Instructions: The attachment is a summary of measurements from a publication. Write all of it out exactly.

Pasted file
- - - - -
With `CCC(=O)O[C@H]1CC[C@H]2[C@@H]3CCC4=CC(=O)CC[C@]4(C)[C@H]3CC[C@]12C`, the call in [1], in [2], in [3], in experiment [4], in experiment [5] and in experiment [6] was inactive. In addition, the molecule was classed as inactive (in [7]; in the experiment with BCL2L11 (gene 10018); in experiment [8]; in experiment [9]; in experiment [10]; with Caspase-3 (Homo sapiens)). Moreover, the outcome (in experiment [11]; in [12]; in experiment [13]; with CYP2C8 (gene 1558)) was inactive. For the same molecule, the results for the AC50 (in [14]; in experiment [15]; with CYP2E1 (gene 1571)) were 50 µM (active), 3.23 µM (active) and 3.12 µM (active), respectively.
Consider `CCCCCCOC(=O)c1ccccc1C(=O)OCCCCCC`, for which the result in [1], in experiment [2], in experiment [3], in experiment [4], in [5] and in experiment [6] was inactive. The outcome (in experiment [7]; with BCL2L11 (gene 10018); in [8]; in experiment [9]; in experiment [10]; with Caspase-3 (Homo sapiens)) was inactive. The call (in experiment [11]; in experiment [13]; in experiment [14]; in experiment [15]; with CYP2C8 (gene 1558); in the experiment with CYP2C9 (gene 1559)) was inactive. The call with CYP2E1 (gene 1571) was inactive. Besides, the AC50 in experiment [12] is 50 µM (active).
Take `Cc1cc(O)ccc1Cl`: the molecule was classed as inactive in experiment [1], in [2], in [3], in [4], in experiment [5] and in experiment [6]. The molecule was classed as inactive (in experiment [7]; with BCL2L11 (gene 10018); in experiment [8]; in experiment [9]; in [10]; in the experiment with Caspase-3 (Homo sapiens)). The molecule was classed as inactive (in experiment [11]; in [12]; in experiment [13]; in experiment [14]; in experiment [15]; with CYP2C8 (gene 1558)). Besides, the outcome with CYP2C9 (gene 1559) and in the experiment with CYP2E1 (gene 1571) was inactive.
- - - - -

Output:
With `CCC(=O)O[C@H]1CC[C@H]2[C@@H]3CCC4=CC(=O)CC[C@]4(C)[C@H]3CC[C@]12C`, the call in [1], in [2], in [3], in experiment [4], in experiment [5] and in experiment [6] was inactive. In addition, the molecule was classed as inactive (in [7]; in the experiment with BCL2L11 (gene 10018); in experiment [8]; in experiment [9]; in experiment [10]; with Caspase-3 (Homo sapiens)). Moreover, the outcome (in experiment [11]; in [12]; in experiment [13]; with CYP2C8 (gene 1558)) was inactive. For the same molecule, the results for the AC50 (in [14]; in experiment [15]; with CYP2E1 (gene 1571)) were 50 µM (active), 3.23 µM (active) and 3.12 µM (active), respectively.
Consider `CCCCCCOC(=O)c1ccccc1C(=O)OCCCCCC`, for which the result in [1], in experiment [2], in experiment [3], in experiment [4], in [5] and in experiment [6] was inactive. The outcome (in experiment [7]; with BCL2L11 (gene 10018); in [8]; in experiment [9]; in experiment [10]; with Caspase-3 (Homo sapiens)) was inactive. The call (in experiment [11]; in experiment [13]; in experiment [14]; in experiment [15]; with CYP2C8 (gene 1558); in the experiment with CYP2C9 (gene 1559)) was inactive. The call with CYP2E1 (gene 1571) was inactive. Besides, the AC50 in experiment [12] is 50 µM (active).
Take `Cc1cc(O)ccc1Cl`: the molecule was classed as inactive in experiment [1], in [2], in [3], in [4], in experiment [5] and in experiment [6]. The molecule was classed as inactive (in experiment [7]; with BCL2L11 (gene 10018); in experiment [8]; in experiment [9]; in [10]; in the experiment with Caspase-3 (Homo sapiens)). The molecule was classed as inactive (in experiment [11]; in [12]; in experiment [13]; in experiment [14]; in experiment [15]; with CYP2C8 (gene 1558)). Besides, the outcome with CYP2C9 (gene 1559) and in the experiment with CYP2E1 (gene 1571) was inactive.